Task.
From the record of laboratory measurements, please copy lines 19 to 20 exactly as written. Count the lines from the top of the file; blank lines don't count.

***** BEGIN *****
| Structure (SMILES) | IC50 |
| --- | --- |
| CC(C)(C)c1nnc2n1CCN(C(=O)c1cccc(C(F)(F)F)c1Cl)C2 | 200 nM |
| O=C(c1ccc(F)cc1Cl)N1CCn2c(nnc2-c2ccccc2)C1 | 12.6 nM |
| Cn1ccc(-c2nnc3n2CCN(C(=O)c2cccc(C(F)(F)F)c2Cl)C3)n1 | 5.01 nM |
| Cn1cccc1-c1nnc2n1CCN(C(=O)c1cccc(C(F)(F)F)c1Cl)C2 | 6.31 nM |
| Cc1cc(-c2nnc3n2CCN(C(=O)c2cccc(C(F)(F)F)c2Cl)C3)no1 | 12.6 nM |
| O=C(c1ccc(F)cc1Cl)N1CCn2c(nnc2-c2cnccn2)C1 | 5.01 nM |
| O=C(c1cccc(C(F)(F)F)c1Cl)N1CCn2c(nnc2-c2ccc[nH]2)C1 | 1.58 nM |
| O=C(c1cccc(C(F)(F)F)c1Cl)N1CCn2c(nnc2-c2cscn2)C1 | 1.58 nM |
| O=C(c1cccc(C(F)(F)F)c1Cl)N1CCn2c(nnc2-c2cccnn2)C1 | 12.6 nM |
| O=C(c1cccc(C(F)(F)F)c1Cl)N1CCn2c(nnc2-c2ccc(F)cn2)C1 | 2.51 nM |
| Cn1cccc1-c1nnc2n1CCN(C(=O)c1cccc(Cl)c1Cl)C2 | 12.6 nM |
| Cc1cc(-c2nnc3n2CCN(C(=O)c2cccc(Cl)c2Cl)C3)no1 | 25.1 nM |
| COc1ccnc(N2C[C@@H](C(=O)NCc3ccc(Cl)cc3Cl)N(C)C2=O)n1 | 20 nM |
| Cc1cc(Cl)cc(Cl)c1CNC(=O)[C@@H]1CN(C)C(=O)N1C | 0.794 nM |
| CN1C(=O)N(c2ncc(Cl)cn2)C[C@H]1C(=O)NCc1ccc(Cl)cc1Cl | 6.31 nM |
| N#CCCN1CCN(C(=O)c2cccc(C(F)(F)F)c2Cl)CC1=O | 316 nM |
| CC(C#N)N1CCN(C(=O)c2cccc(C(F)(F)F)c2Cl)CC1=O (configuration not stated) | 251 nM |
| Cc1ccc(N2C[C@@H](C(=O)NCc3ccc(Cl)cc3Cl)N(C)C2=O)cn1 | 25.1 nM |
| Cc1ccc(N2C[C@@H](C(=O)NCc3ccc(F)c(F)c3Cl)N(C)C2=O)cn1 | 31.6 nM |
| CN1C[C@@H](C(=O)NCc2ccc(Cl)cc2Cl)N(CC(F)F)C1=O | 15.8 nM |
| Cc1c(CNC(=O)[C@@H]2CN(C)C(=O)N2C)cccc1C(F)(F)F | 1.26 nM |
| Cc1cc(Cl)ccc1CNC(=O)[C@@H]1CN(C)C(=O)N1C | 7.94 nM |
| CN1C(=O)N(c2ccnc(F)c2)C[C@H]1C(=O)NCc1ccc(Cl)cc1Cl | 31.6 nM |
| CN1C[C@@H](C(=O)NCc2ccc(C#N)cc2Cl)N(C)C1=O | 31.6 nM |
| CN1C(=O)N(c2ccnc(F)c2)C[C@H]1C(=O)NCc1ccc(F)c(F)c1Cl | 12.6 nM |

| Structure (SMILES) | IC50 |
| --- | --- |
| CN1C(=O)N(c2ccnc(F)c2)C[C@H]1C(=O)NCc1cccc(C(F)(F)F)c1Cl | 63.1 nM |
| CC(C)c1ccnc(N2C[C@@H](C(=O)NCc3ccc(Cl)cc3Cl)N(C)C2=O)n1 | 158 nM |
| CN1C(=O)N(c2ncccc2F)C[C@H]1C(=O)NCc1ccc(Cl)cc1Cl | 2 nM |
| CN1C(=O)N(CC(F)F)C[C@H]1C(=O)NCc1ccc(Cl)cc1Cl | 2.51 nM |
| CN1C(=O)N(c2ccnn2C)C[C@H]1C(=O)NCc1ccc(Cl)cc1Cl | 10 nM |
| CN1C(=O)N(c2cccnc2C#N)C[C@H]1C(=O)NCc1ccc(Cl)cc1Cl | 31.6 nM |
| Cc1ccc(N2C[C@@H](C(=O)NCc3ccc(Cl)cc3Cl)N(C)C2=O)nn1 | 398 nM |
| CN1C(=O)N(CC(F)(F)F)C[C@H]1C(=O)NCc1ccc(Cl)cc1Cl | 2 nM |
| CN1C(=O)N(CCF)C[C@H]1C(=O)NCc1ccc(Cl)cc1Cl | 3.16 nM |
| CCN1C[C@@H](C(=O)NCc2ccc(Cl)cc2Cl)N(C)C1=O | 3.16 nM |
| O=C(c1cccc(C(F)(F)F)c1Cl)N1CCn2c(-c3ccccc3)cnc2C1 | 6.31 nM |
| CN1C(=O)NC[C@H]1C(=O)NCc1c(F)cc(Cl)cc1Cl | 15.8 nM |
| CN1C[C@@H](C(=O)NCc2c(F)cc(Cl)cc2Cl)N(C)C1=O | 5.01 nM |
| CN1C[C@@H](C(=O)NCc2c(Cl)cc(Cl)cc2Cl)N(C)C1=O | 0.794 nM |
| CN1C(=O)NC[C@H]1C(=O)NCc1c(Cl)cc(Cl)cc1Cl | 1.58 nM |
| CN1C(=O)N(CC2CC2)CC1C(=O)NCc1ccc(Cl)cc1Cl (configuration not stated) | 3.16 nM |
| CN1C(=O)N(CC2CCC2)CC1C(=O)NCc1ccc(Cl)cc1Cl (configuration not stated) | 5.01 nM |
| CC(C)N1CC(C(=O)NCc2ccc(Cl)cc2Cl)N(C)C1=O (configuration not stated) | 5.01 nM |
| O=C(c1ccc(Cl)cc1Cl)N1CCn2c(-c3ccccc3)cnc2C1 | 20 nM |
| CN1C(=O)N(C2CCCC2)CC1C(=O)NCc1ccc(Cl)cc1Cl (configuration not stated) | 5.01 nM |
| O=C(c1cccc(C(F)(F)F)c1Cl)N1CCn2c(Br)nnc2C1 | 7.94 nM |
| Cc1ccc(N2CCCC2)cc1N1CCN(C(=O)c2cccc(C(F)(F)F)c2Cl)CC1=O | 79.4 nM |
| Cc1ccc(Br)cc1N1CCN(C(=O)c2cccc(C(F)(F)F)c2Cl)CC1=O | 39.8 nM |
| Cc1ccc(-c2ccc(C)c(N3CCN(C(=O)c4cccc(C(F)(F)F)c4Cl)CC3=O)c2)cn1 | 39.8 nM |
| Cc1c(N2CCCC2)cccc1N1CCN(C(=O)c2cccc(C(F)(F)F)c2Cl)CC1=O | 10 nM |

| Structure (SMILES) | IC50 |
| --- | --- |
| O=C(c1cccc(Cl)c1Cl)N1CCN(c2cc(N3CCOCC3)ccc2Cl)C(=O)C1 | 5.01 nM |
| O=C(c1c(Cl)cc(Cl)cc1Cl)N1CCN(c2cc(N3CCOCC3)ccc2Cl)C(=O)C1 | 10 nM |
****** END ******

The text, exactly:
| CC(C#N)N1CCN(C(=O)c2cccc(C(F)(F)F)c2Cl)CC1=O (configuration not stated) | 251 nM |
| Cc1ccc(N2C[C@@H](C(=O)NCc3ccc(Cl)cc3Cl)N(C)C2=O)cn1 | 25.1 nM |